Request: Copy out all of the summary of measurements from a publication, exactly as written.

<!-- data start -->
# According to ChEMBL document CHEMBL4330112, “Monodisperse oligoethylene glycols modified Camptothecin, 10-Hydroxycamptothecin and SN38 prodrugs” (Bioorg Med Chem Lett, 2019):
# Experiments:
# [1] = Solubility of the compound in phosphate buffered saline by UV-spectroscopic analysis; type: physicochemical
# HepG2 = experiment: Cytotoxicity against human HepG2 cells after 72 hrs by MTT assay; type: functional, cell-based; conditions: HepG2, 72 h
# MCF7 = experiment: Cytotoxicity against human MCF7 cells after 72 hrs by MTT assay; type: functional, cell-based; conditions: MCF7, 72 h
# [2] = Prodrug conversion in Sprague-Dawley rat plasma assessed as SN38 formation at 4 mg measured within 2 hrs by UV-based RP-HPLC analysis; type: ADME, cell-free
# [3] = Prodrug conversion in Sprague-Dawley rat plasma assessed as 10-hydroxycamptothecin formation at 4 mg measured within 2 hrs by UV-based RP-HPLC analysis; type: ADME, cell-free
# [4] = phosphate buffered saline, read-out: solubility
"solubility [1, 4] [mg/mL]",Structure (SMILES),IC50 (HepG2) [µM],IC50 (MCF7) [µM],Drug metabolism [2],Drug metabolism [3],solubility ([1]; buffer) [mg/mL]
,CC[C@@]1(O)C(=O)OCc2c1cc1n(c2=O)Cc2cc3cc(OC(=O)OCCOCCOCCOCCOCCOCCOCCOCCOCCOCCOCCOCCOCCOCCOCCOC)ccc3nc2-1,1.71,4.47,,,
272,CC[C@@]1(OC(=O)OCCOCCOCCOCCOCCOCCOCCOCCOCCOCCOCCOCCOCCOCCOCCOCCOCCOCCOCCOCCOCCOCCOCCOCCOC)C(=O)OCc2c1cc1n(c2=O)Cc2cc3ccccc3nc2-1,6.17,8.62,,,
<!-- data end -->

# According to ChEMBL document CHEMBL4330112, “Monodisperse oligoethylene glycols modified Camptothecin, 10-Hydroxycamptothecin and SN38 prodrugs” (Bioorg Med Chem Lett, 2019):
# Experiments:
# [1] = Solubility of the compound in phosphate buffered saline by UV-spectroscopic analysis; type: physicochemical
# HepG2 = experiment: Cytotoxicity against human HepG2 cells after 72 hrs by MTT assay; type: functional, cell-based; conditions: HepG2, 72 h
# MCF7 = experiment: Cytotoxicity against human MCF7 cells after 72 hrs by MTT assay; type: functional, cell-based; conditions: MCF7, 72 h
# [2] = Prodrug conversion in Sprague-Dawley rat plasma assessed as SN38 formation at 4 mg measured within 2 hrs by UV-based RP-HPLC analysis; type: ADME, cell-free
# [3] = Prodrug conversion in Sprague-Dawley rat plasma assessed as 10-hydroxycamptothecin formation at 4 mg measured within 2 hrs by UV-based RP-HPLC analysis; type: ADME, cell-free
# [4] = phosphate buffered saline, read-out: solubility
"solubility [1, 4] [mg/mL]",Structure (SMILES),IC50 (HepG2) [µM],IC50 (MCF7) [µM],Drug metabolism [2],Drug metabolism [3],solubility ([1]; buffer) [mg/mL]
,CC[C@@]1(O)C(=O)OCc2c1cc1n(c2=O)Cc2cc3cc(OC(=O)OCCOCCOCCOCCOCCOCCOCCOCCOCCOCCOCCOCCOCCOCCOCCOC)ccc3nc2-1,1.71,4.47,,,
272,CC[C@@]1(OC(=O)OCCOCCOCCOCCOCCOCCOCCOCCOCCOCCOCCOCCOCCOCCOCCOCCOCCOCCOCCOCCOCCOCCOCCOCCOC)C(=O)OCc2c1cc1n(c2=O)Cc2cc3ccccc3nc2-1,6.17,8.62,,,